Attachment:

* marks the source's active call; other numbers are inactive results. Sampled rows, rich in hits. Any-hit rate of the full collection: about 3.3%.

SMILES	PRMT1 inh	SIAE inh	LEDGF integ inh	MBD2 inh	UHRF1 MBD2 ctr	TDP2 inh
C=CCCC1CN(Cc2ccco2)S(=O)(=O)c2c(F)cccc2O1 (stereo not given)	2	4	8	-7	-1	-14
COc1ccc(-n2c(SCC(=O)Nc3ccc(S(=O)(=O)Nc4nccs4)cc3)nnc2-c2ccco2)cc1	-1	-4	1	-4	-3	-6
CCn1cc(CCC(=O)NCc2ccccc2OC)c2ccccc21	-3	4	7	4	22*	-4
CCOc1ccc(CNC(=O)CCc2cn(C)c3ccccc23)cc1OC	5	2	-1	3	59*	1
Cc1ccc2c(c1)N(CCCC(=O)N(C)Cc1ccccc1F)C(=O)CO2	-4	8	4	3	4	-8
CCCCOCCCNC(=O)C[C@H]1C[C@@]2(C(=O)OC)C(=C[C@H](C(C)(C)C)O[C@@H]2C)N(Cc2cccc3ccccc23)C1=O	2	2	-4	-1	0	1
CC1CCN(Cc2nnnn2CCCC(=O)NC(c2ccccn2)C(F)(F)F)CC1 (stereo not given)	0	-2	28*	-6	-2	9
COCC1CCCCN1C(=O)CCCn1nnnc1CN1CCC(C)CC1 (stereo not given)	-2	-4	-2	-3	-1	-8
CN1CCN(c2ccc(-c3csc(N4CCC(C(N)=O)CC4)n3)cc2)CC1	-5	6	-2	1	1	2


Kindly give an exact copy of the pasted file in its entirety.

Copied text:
* marks the source's active call; other numbers are inactive results. Sampled rows, rich in hits. Any-hit rate of the full collection: about 3.3%.

SMILES	PRMT1 inh	SIAE inh	LEDGF integ inh	MBD2 inh	UHRF1 MBD2 ctr	TDP2 inh
C=CCCC1CN(Cc2ccco2)S(=O)(=O)c2c(F)cccc2O1 (stereo not given)	2	4	8	-7	-1	-14
COc1ccc(-n2c(SCC(=O)Nc3ccc(S(=O)(=O)Nc4nccs4)cc3)nnc2-c2ccco2)cc1	-1	-4	1	-4	-3	-6
CCn1cc(CCC(=O)NCc2ccccc2OC)c2ccccc21	-3	4	7	4	22*	-4
CCOc1ccc(CNC(=O)CCc2cn(C)c3ccccc23)cc1OC	5	2	-1	3	59*	1
Cc1ccc2c(c1)N(CCCC(=O)N(C)Cc1ccccc1F)C(=O)CO2	-4	8	4	3	4	-8
CCCCOCCCNC(=O)C[C@H]1C[C@@]2(C(=O)OC)C(=C[C@H](C(C)(C)C)O[C@@H]2C)N(Cc2cccc3ccccc23)C1=O	2	2	-4	-1	0	1
CC1CCN(Cc2nnnn2CCCC(=O)NC(c2ccccn2)C(F)(F)F)CC1 (stereo not given)	0	-2	28*	-6	-2	9
COCC1CCCCN1C(=O)CCCn1nnnc1CN1CCC(C)CC1 (stereo not given)	-2	-4	-2	-3	-1	-8
CN1CCN(c2ccc(-c3csc(N4CCC(C(N)=O)CC4)n3)cc2)CC1	-5	6	-2	1	1	2